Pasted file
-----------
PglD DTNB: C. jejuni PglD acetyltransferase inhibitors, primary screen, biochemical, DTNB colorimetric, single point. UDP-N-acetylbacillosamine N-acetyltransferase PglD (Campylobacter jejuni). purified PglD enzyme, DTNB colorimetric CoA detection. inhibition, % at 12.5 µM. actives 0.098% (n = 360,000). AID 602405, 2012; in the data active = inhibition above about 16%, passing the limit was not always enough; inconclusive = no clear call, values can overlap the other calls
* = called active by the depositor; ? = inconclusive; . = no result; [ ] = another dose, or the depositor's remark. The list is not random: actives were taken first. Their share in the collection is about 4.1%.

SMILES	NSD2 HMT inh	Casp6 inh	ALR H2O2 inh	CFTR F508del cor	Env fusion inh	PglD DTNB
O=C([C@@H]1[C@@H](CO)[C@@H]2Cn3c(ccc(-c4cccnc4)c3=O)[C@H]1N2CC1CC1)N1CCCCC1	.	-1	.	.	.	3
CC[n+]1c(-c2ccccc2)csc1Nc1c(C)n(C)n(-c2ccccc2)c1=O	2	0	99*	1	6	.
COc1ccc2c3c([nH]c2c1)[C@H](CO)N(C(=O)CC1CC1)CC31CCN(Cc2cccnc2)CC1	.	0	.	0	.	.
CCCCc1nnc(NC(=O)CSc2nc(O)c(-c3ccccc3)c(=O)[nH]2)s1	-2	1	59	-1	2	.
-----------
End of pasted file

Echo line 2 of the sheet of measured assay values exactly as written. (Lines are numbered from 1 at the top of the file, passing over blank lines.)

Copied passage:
* = called active by the depositor; ? = inconclusive; . = no result; [ ] = another dose, or the depositor's remark. The list is not random: actives were taken first. Their share in the collection is about 4.1%.